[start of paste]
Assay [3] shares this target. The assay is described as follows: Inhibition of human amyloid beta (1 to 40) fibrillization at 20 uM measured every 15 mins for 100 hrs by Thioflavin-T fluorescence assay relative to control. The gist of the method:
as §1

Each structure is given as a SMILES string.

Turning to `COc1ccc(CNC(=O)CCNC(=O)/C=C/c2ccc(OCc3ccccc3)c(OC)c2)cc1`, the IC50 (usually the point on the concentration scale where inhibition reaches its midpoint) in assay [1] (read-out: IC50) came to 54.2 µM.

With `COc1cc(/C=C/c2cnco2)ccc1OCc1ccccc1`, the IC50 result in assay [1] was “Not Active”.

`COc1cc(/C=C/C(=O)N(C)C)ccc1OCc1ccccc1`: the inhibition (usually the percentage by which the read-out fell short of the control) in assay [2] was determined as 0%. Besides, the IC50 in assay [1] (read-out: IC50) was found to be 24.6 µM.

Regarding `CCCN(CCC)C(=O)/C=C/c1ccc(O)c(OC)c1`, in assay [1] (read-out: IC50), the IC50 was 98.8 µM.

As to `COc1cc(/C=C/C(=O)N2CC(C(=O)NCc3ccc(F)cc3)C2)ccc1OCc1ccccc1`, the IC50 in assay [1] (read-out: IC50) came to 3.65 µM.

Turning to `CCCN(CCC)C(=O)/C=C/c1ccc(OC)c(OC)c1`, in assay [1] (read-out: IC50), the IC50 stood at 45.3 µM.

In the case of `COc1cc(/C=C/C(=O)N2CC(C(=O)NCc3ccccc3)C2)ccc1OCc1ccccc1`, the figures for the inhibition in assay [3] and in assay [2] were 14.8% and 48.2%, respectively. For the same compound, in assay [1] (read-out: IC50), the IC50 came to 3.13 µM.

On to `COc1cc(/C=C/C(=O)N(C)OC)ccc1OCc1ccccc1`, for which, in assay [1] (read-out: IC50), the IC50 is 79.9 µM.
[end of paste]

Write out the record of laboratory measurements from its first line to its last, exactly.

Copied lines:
Assay [3] shares this target. The assay is described as follows: Inhibition of human amyloid beta (1 to 40) fibrillization at 20 uM measured every 15 mins for 100 hrs by Thioflavin-T fluorescence assay relative to control. The gist of the method:
as §1

Each structure is given as a SMILES string.

Turning to `COc1ccc(CNC(=O)CCNC(=O)/C=C/c2ccc(OCc3ccccc3)c(OC)c2)cc1`, the IC50 (usually the point on the concentration scale where inhibition reaches its midpoint) in assay [1] (read-out: IC50) came to 54.2 µM.

With `COc1cc(/C=C/c2cnco2)ccc1OCc1ccccc1`, the IC50 result in assay [1] was “Not Active”.

`COc1cc(/C=C/C(=O)N(C)C)ccc1OCc1ccccc1`: the inhibition (usually the percentage by which the read-out fell short of the control) in assay [2] was determined as 0%. Besides, the IC50 in assay [1] (read-out: IC50) was found to be 24.6 µM.

Regarding `CCCN(CCC)C(=O)/C=C/c1ccc(O)c(OC)c1`, in assay [1] (read-out: IC50), the IC50 was 98.8 µM.

As to `COc1cc(/C=C/C(=O)N2CC(C(=O)NCc3ccc(F)cc3)C2)ccc1OCc1ccccc1`, the IC50 in assay [1] (read-out: IC50) came to 3.65 µM.

Turning to `CCCN(CCC)C(=O)/C=C/c1ccc(OC)c(OC)c1`, in assay [1] (read-out: IC50), the IC50 stood at 45.3 µM.

In the case of `COc1cc(/C=C/C(=O)N2CC(C(=O)NCc3ccccc3)C2)ccc1OCc1ccccc1`, the figures for the inhibition in assay [3] and in assay [2] were 14.8% and 48.2%, respectively. For the same compound, in assay [1] (read-out: IC50), the IC50 came to 3.13 µM.

On to `COc1cc(/C=C/C(=O)N(C)OC)ccc1OCc1ccccc1`, for which, in assay [1] (read-out: IC50), the IC50 is 79.9 µM.